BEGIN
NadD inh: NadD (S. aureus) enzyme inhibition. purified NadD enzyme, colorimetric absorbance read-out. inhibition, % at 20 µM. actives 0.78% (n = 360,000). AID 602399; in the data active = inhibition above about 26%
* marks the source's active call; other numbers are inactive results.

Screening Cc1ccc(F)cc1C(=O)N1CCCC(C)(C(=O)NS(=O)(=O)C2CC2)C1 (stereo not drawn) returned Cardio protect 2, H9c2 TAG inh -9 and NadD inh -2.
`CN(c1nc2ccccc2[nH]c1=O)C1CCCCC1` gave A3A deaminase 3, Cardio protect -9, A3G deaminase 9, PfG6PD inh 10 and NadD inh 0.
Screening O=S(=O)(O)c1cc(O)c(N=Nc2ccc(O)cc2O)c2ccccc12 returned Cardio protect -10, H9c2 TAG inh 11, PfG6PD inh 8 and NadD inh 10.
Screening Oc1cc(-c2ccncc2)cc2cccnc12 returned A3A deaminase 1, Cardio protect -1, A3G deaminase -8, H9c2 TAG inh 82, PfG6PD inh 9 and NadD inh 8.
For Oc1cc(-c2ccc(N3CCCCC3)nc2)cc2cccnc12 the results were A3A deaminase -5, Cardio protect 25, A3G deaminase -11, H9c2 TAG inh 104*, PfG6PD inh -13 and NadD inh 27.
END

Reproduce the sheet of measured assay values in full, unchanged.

NadD inh: NadD (S. aureus) enzyme inhibition. purified NadD enzyme, colorimetric absorbance read-out. inhibition, % at 20 µM. actives 0.78% (n = 360,000). AID 602399; in the data active = inhibition above about 26%
* marks the source's active call; other numbers are inactive results.

Screening Cc1ccc(F)cc1C(=O)N1CCCC(C)(C(=O)NS(=O)(=O)C2CC2)C1 (stereo not drawn) returned Cardio protect 2, H9c2 TAG inh -9 and NadD inh -2.
`CN(c1nc2ccccc2[nH]c1=O)C1CCCCC1` gave A3A deaminase 3, Cardio protect -9, A3G deaminase 9, PfG6PD inh 10 and NadD inh 0.
Screening O=S(=O)(O)c1cc(O)c(N=Nc2ccc(O)cc2O)c2ccccc12 returned Cardio protect -10, H9c2 TAG inh 11, PfG6PD inh 8 and NadD inh 10.
Screening Oc1cc(-c2ccncc2)cc2cccnc12 returned A3A deaminase 1, Cardio protect -1, A3G deaminase -8, H9c2 TAG inh 82, PfG6PD inh 9 and NadD inh 8.
For Oc1cc(-c2ccc(N3CCCCC3)nc2)cc2cccnc12 the results were A3A deaminase -5, Cardio protect 25, A3G deaminase -11, H9c2 TAG inh 104*, PfG6PD inh -13 and NadD inh 27.